In his Shanghai on the Métro, Michael B. Miller wants to counteract the conventional, gloomy view of interwar France. He is, however, not wholly convincing in his attempt to read the jaunty, cloak-and-dagger mood of interwar spy literature back into French life in order to discount the notion that France was in a state of terminal disrepair. It is a pity that he pushes this claim so hard, since his book is otherwise appealing. The French, like other peoples, were indeed much taken with the subject of secret agents and international intrigue between the wars. As Miller shows, they eagerly read the books of Joseph Kessel and Robert Boucard and other writers who specialized in fictional and real spy stories. The proliferation of real spies was partly a result of new technical possibilities—tapped telephones, bugged rooms, airplanes, codes, and always and especially international trains—but also, in the French case, of the tendency of the Third Republic politicians and officials (like their successors to the present day) to engage in plots, to circulate rumors of plots, and to get involved in scandals. Most of these, like the Panama affair or the Stavisky scandal, had more to do with domestic financial and political corruption than with international intrigue. But the adventures of the Dutch dancer Mata Hari as a German agent during World War I, and numerous schemes attributed to the exotic Bolsheviks or their White Russian enemies, added an air of plausibility to the most outrageously exaggerated fictional accounts.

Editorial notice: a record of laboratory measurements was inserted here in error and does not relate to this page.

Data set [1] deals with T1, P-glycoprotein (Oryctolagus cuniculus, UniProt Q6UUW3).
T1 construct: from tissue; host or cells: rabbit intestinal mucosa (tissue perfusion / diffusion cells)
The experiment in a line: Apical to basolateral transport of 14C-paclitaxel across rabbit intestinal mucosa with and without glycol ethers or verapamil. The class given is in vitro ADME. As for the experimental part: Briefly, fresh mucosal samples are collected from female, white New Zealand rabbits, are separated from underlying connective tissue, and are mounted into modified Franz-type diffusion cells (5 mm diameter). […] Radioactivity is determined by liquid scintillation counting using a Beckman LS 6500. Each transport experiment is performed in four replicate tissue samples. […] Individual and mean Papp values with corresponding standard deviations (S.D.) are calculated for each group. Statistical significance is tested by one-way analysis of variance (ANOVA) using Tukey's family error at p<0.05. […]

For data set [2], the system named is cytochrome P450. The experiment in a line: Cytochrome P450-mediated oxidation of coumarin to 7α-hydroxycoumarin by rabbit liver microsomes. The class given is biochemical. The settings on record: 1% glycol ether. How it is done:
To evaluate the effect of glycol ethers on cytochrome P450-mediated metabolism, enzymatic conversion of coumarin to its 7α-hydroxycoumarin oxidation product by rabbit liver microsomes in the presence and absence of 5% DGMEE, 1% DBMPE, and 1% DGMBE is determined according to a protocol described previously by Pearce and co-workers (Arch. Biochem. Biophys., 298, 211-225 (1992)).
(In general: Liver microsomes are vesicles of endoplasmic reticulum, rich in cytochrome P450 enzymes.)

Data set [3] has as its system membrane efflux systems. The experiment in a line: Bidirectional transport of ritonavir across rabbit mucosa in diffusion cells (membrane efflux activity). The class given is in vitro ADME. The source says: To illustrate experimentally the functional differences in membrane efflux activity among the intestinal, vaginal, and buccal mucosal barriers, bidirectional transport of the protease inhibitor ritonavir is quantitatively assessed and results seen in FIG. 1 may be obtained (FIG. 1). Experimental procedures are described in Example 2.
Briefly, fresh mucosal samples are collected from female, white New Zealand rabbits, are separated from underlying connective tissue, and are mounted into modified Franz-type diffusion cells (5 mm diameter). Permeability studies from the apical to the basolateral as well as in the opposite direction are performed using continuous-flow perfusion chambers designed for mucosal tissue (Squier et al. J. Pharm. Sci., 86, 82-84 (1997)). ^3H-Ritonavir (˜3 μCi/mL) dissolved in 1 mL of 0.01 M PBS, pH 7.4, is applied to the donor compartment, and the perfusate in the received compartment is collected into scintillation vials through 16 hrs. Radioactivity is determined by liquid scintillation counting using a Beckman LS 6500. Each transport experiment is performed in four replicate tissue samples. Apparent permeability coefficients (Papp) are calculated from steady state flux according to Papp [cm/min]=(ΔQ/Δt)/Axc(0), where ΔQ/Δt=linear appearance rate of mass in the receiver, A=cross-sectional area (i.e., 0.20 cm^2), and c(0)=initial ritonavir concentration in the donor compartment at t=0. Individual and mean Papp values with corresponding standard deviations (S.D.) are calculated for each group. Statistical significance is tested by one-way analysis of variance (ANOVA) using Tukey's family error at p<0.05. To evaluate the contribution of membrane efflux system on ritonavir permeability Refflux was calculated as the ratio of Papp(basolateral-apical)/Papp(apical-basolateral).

What the authors of these stories could not know, and Miller unfortunately does not discuss as much as he might, is just how important spying really was in interwar diplomatic dealings, and in a way that had not been true before the Great War. Between them the Poles, the Russians, the Japanese, the Germans, the French, and the British (but not yet the Americans) had established most elaborate systems of deception, espionage, and intrigue. Some of these—the “Red Orchestra” (the Soviet spy network in Western Europe uncovered by the Gestapo in 1943), the Poles’ success in the breaking of German codes, the planting of German and Soviet spies deep within the British “security” network—were to have a real effect on the course of events.